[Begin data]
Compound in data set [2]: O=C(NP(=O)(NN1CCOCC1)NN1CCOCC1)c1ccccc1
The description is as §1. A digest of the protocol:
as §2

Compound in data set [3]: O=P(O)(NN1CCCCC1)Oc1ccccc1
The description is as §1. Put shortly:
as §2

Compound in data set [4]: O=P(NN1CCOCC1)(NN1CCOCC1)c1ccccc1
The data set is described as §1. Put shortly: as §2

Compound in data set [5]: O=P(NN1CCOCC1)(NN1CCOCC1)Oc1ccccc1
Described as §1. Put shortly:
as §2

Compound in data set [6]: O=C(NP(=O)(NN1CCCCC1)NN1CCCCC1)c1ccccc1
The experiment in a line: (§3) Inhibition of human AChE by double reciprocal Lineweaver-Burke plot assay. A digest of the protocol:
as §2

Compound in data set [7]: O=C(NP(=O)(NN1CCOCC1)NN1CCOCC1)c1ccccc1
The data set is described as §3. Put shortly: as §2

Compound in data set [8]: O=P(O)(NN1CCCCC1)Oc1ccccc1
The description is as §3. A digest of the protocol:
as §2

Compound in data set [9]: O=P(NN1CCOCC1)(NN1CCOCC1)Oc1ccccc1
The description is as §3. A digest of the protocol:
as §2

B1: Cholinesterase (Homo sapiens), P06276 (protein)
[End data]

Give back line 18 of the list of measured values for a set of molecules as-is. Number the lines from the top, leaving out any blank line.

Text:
The description is as §3. A digest of the protocol: